This man doesn’t live by organic bread alone

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This man doesn’t live by organic bread alone

Robert Glensor and his team at Paraoa Bakery in Paraparaumu produce more than 5000 loaves of unique GE-free Purebread each week, delivering to satisfied customers all over New Zealand.

Purebread is a label found in most supermarkets and health food shops in Auckland and Wellington. The company couriers orders to meet demand from Invercargill to Kaitaia and is considering exporting to Australia and Singapore.

Robert agrees the organic GE-free label on Purebread is a draw-card for many customers – but many others buy the bread simply because it tastes so good.

“There are a lot of people who appreciate the dangers of genetic engineering outside the laboratory,” Robert says. “Many people know that it will be years before adequate safeguards can be guaranteed.

“But there are lots more people who are still not fully aware of how GE could damage them and their children for generations to come. It is too easy to confuse people with facts… too easy to turn people off.”
Robert believes that any philosophy that is good, must come naturally, or not at all.

“That’s why I particularly enjoy hearing about customers that buy Purebread simply because they like the taste. It opens the door for people to actually taste the difference. The richness and the flavour hits them right away. All the why’s and how’s, do’s and don’t’s of organics and genetic engineering can come later. I think it’s a great message.”

But the good taste of organic bread is only a start for Robert Glensor, his son Kain and his partner Julie Laurich. For him organics is a philosophy and a way-of-life. At home, as well as the bread, there is also organic beef, pork, bacon, ham, chicken, eggs, and the complete organic vegetable garden including tomatoes, potatoes, cucumbers, and corn, and everything else from lettuce to onions to greens and even honey.

On their 12-acre farm at Te Horo are 20 cows and calves; more than 30 sows and piglets; some 40 chickens – all organically gown, all feeding on left-over Purebread. Fifty percent of the pig’s diet is Purebread. They also have several paddocks to root for greens. Purebread is a major food supplement for the cows and calves. The free-ranging chooks eat nothing but Purebread.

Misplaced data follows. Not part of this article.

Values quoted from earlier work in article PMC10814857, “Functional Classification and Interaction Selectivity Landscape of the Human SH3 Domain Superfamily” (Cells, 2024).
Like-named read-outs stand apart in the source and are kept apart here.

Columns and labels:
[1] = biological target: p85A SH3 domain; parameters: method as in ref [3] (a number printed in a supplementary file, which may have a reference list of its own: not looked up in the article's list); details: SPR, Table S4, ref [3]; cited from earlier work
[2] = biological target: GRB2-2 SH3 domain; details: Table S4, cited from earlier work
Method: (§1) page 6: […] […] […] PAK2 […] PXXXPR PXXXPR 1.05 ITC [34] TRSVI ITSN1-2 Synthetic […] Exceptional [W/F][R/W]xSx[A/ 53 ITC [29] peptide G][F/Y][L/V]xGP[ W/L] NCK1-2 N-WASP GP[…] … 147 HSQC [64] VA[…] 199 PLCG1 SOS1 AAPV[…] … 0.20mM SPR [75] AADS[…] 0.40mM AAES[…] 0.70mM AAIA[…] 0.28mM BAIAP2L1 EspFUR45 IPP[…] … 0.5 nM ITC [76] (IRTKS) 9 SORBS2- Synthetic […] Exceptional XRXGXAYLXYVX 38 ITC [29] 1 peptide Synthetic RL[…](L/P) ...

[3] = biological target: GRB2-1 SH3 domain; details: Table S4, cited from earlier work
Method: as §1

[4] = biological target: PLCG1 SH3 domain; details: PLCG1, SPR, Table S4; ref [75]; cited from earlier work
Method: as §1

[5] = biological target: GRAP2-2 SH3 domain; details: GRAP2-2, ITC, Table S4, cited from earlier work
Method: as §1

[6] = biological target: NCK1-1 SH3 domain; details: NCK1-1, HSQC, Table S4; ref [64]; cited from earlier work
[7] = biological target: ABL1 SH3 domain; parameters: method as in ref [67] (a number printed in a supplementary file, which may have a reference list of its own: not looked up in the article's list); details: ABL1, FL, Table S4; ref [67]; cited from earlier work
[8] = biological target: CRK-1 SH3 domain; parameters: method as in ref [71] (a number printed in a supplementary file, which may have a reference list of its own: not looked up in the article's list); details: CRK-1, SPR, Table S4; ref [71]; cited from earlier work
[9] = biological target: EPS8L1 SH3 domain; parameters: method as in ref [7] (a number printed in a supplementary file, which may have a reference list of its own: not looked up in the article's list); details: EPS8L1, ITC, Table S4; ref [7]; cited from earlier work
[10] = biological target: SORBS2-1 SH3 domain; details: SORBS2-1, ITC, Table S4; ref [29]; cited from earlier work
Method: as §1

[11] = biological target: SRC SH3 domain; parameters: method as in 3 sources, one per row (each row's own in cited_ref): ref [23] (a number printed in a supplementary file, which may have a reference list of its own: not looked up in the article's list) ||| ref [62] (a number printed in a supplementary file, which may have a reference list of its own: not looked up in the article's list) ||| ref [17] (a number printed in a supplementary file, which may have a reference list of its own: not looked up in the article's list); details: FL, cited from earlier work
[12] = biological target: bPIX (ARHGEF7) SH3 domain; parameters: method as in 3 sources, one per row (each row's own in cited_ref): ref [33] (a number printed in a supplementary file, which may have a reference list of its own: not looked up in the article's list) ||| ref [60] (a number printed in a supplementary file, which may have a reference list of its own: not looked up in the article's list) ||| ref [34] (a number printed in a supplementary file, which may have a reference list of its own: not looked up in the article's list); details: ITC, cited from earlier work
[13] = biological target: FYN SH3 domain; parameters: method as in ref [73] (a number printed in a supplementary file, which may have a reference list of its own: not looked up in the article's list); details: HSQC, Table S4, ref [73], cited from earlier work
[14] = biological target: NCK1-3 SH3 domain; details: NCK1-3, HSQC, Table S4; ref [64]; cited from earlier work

“It’s a really complete diet,” Julie Laurich says. “Honey, vinegar, proteins, and all the grains… everything. They love it,” she says.

The farm breeds its own livestock, and while some weaners are sold, Robert butchers his pigs, making his own special bacon and hams. The cows he sends to a local butcher. The family collects 40 eggs a day.

Robert and his family are largely self-sufficient for food, as are a number of neighbouring farms in Te Horo. Some of the local organic farms specialise in crops such as olives, feijoas, and even grapes and citrus.

Farming – even organic farming – has been part of Robert’s life since early days. Leaving school, 16 year-old Robert says he got the call to “go north for a while” and so he set off for Gisborne working on a variety of pig, dairy, beef and potato farms. He drove a bus for 4-5 years.

He then moved further north near Kaitaia where he had a few blocks of land and started “dabbling with bio-dynamic and organic farming.” In 1991 he became the supervisor of the Community Business and Environment Centre, which ran a number of local environmentally friendly businesses. The centre was the first place in the country to set-up household recycling and it also initiated the planing of a eucalypt forest as part of a local job-creating scheme.

It was during this six-year stint in the north that Robert’s interest in organics and bio-dynamics began to flourish. He recalls seening John Peircy, a well-known teacher and bio-dynamic farmer from Kaipara on television, and being so impressed by his message that he organised to visit his property.

“I never liked the idea of drenching cows and artificial fertilisers and to see that it could be done another way was very exciting and inspiring. When you think about it, the whole chemical farming process has only been around for 40 or 50 years and so we’re really only returning to the practices of a few decades ago.”

Today, Robert Glensor looks more like a triathlete than your stereotypic baker – youthful and keen, with bare feet, and wearing a tee shirt and jeans as a work uniform. This man is a walking advertisement for his own product – energetic, enthusiastic and on-the-ball!

Paraoa Bakery now employs 10 people around the country. Last June, Paraoa received the Kapiti Employment Creation Award. Purebread was New Zealand’s first Bio-Gro organic bread after earning product and bakehouse certification in August 1996.

The bakery boasts a host of other organic products from a raisin loaf to crunchy granola, organic muesli, potato bread, pizza bases, tasty breadcrumbs and liquorice. Speciality breads such as the wheat-free and rice, gluten-free rice and spice and the wheat and yeast-free sourdough rye are also popular for people with allergies or on special diets.

Sounds good? It is. Especially when you put it together in a big sandwich with home-grown tomatoes, lettuce and roast beef.

All organic, of course. And tasty

Don Polly 

2017-09-01T23:07:28+00:00 New|0 Comments

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